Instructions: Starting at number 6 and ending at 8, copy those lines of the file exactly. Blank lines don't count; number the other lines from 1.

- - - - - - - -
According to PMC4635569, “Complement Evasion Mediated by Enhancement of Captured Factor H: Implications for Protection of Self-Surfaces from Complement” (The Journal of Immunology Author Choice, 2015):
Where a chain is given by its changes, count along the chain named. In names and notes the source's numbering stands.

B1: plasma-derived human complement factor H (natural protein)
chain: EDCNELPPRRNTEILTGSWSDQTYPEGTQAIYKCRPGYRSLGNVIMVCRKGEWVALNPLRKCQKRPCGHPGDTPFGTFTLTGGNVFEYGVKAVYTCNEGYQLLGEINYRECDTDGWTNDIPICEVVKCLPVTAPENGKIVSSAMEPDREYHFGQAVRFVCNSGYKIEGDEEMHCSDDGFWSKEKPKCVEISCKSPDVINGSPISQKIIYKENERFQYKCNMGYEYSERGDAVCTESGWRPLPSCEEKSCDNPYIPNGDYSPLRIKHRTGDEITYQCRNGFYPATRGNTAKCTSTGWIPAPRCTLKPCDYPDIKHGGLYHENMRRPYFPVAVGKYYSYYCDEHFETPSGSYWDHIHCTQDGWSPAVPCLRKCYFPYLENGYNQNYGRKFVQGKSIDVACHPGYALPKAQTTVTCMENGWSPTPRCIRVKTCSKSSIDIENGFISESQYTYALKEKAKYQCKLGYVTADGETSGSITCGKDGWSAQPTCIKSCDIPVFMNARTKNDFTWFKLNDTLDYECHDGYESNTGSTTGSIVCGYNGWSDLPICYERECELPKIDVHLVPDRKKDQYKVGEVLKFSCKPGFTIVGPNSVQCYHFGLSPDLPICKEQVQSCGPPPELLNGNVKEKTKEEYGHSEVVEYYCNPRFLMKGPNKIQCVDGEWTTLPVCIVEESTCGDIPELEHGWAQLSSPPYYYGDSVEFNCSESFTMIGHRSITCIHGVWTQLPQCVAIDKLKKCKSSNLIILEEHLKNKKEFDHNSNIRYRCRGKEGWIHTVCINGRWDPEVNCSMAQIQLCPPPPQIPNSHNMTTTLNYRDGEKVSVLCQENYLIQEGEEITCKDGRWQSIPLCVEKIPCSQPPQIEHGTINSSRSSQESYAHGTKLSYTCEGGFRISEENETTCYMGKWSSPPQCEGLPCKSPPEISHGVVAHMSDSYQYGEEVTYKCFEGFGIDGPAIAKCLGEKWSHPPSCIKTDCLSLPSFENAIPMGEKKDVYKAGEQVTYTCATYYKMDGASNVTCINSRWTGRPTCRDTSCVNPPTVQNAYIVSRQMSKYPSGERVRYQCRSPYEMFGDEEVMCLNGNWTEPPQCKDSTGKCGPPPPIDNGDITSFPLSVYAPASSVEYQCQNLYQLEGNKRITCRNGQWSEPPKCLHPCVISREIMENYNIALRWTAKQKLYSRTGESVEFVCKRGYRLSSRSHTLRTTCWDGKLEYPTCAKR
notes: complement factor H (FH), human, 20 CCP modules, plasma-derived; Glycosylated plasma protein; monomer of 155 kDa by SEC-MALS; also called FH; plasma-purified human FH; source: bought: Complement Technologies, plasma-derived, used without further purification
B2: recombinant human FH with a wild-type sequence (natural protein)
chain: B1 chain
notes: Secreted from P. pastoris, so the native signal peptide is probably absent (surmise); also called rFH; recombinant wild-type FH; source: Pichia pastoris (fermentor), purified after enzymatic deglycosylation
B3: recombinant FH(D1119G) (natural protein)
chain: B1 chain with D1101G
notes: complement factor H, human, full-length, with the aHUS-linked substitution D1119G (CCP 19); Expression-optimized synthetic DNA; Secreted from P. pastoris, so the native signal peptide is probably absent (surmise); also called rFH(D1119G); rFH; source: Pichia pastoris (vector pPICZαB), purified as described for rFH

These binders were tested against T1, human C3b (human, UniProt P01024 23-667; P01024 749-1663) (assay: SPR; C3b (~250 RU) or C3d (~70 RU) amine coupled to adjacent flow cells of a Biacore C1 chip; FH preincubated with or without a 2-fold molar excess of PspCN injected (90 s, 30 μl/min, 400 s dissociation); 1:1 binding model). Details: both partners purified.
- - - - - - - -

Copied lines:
B2: recombinant human FH with a wild-type sequence (natural protein)
chain: B1 chain
notes: Secreted from P. pastoris, so the native signal peptide is probably absent (surmise); also called rFH; recombinant wild-type FH; source: Pichia pastoris (fermentor), purified after enzymatic deglycosylation